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Why You Should – Not To Take A Job Offer!

Welcome to the 21st century, where the job interview process has stretched from an average of a couple weeks to a month, in the 20th century, to a few weeks to months, for some jobs now. A process that often includes several visits to facilities, meeting multiple managers, decision-makers and associates, and, nowadays, engaging in choices of vocational, behavioral, and other types, of pre-employment testing and measurements; not to mention credit and insurance and deep background investigations. Whewww… after such an effort, it seems only a fool would not accept a job offer.

But, between the meetings, interviews, testing and conversations and credential checking, lurks some primary business issues, which, if revealed, could be good reason to turn down a stellenangebote from a firm who matches the criteria reported below; even if you tend towards accepting the job, at first glance.

For instance, employee turn-over. The U.S. Bureau of Labor Statistics reports that an average 20%+ annual employee turn-over rate is common for businesses here in this country. What if you discover in your job-interview process that the firm with which you are currently interviewing has a typical 50%-60%-70% rotation-out-the-door of new employees? Inquire in the interview as to why such a result is occurring. Unless the explanation makes sense, you may find yourself seeking another new job before the year is out.

Another common difficulty, when gauging the value of a job offer you have worked hard to receive, is the word-on-the-street, scuttlebutt, rumors, gossip about the company. Maybe their stock is about to take a dive. Maybe upper management is ready to be replaced. Maybe the company has rendered its finances to a shadow of its once healthy shine. Many issues may arise when you perform your due diligence to investigate any potential employer. Do not assume the company is viable simply because they have long held a respected public profile. This is true for large corporations as it is for local and regional employers. Do your research.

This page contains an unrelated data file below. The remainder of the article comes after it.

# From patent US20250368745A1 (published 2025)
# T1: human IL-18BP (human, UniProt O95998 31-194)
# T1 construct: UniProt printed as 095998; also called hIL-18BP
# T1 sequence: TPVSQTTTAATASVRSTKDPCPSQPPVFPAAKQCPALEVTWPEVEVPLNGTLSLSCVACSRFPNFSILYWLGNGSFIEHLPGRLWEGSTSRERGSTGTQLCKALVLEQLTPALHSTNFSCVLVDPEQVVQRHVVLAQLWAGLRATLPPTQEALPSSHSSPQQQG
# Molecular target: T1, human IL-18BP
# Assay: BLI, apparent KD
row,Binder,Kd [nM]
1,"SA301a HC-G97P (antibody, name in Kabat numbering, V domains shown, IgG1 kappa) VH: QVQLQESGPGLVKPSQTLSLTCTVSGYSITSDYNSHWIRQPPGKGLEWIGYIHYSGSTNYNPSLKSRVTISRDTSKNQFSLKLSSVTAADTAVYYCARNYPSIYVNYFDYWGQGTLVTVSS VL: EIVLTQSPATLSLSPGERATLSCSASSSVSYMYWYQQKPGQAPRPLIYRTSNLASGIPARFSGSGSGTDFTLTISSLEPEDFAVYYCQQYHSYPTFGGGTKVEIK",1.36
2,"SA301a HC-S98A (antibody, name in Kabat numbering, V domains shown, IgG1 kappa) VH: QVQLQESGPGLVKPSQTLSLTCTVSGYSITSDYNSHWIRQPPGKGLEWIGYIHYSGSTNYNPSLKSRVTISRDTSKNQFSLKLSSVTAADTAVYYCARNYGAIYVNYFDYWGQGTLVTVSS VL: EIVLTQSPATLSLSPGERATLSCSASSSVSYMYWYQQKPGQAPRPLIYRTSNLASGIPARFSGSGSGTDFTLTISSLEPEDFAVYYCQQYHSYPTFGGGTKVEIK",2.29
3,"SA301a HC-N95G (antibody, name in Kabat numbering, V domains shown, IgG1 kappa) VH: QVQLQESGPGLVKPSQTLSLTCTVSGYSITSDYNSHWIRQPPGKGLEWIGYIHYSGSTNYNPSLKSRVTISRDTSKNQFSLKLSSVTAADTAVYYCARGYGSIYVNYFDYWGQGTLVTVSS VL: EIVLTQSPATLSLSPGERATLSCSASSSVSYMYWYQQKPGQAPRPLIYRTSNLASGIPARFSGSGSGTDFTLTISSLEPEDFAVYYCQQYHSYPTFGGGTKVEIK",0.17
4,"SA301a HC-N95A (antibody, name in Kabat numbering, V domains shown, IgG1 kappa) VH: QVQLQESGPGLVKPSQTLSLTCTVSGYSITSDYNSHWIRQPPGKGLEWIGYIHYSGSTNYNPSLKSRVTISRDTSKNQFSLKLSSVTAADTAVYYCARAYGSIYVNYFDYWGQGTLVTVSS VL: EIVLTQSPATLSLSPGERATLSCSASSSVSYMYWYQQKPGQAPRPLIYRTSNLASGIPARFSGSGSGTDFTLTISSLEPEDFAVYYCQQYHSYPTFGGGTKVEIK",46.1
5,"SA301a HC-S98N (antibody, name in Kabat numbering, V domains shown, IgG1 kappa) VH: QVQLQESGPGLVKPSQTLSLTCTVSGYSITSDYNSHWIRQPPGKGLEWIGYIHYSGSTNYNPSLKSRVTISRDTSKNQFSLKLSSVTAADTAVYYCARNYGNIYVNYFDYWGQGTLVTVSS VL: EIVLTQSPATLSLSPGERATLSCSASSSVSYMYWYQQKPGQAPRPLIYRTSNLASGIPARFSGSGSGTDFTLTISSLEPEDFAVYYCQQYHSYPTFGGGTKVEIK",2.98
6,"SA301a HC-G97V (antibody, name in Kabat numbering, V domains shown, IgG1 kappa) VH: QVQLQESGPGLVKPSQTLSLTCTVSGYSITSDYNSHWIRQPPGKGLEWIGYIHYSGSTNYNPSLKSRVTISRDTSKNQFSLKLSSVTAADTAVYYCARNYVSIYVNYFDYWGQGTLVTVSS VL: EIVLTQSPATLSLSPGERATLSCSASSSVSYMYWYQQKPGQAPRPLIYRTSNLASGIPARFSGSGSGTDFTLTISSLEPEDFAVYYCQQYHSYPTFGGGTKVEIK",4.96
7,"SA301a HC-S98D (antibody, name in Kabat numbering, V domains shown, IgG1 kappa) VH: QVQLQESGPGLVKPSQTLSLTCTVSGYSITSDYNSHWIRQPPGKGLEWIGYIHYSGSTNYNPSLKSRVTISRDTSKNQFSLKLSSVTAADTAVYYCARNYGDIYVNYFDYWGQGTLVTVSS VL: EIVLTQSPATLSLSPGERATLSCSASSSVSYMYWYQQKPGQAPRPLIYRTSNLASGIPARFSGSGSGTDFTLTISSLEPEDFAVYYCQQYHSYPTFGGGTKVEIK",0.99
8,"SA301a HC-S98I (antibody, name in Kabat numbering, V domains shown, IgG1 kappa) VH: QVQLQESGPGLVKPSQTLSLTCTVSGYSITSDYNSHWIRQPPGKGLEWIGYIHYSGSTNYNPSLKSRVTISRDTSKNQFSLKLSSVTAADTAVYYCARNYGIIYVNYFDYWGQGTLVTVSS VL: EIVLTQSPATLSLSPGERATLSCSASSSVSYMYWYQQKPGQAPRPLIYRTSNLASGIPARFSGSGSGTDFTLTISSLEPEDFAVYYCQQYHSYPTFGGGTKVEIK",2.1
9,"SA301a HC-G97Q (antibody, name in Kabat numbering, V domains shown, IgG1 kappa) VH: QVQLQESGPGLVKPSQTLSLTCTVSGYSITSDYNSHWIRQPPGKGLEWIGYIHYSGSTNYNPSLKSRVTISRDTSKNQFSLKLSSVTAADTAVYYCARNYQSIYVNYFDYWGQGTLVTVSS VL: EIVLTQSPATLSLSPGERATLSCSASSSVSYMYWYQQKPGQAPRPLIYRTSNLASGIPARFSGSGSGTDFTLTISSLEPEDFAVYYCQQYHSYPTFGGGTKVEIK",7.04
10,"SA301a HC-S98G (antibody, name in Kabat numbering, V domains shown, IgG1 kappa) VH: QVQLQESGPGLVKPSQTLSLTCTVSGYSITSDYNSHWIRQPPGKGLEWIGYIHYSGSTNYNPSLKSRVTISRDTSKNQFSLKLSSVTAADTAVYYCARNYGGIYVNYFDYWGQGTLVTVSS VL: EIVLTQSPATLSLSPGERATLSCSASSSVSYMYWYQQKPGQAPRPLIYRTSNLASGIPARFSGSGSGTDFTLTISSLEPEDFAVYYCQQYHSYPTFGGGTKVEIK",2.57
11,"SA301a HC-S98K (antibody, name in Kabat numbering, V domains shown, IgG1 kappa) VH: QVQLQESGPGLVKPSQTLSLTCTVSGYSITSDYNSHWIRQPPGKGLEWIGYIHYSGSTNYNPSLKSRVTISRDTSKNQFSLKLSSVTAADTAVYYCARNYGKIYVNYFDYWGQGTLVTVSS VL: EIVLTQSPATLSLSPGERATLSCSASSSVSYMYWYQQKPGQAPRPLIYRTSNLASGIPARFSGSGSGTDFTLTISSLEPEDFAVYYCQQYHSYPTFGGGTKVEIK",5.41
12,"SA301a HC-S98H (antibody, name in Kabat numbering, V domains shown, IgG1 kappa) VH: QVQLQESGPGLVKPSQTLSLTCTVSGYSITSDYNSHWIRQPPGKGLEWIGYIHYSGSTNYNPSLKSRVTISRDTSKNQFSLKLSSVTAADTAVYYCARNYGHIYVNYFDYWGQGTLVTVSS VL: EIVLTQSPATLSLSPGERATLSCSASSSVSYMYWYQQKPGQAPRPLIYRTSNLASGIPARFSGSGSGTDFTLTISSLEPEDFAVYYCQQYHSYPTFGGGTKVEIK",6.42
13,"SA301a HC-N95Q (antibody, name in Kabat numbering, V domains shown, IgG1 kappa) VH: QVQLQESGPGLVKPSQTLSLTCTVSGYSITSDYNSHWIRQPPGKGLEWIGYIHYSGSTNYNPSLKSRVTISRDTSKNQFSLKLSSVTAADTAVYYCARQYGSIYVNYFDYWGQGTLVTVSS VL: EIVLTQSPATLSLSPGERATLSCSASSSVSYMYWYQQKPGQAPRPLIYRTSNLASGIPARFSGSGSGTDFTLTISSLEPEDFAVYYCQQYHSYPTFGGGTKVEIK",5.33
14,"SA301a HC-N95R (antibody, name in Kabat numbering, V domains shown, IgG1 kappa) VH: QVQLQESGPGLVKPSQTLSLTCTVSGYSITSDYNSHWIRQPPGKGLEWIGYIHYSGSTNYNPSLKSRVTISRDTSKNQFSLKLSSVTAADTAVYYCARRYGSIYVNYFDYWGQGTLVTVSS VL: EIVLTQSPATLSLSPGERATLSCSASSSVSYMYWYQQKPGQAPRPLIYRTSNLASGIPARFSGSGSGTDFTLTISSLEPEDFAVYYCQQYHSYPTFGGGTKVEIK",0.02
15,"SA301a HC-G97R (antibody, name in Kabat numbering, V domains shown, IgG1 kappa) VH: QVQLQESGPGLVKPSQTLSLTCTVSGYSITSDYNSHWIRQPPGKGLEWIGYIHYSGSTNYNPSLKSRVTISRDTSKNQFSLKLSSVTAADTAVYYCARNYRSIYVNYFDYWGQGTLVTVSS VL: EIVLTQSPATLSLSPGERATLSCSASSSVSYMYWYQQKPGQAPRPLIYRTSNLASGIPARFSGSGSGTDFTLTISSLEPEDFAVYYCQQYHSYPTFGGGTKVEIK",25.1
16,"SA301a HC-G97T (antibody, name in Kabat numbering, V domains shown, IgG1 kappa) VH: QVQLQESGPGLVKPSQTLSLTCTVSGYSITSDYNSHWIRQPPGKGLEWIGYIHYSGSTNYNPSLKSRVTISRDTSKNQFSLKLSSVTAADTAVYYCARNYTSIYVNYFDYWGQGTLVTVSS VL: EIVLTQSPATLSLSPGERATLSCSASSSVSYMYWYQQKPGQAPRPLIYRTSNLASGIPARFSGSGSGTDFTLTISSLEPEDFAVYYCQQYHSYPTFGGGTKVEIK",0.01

Often times, during the investigations mentioned just above, one may discover that the company making a job offer has a bad or questionable reputation regarding some (or many) aspects of their business. Could be they treat their employees well – on the surface – but you discover their healthcare coverage elicits unusually high premiums to be paid by employees, thusly reducing actual spendable income, as compared to the employment dollar offer tendered. Maybe the quality of their product or service is in question. Or they are known for heavy-handed marketing techniques. Ask around. Seek conversations with current employees beyond those with which you interview. Talk to recruiters about it; maybe even competing firms. Seek out inside comments on the behaviors of the business.

This next job offer issue is a more private issue, one each job candidate must face when an elevated income arrives along with their fresh, new job offer. Facts and long history confirm that too many job-seekers accept job offers primarily for the money. “Show me the money,” is a popular phrase. But when that higher salary brings with it a job that doesn’t move an employee ahead in their career, or when that job is essentially a case of under-employment, one without challenge, even boring, then the likelihood of the new employee finding themselves disenchanted, dissatisfied, just months later – the money takes on a tone of unimportance. Recruiter statistics confirm that nearly 50% of under-employed workers leave their jobs.

And when such a job, as described immediately above, includes long, arduous, unending hours of labor, weekends away from home, greatly limited vacation-time (even when those days are supposedly available for use, but never accessed due to unending labor requirement) or near-constant work-related reports, follow-up, phone calls, text-messages, emails, etc… That’s when one’s quality-of-life is in the trash-bin. Trading one’s sense of accomplishment and job-satisfaction for constant employment related labor is usually a recipe for physical, mental and emotional exhaustion. Typically, after only months, or a year or two of such activity, the resume is dusted off and updated and the whole job search process begins again.

 

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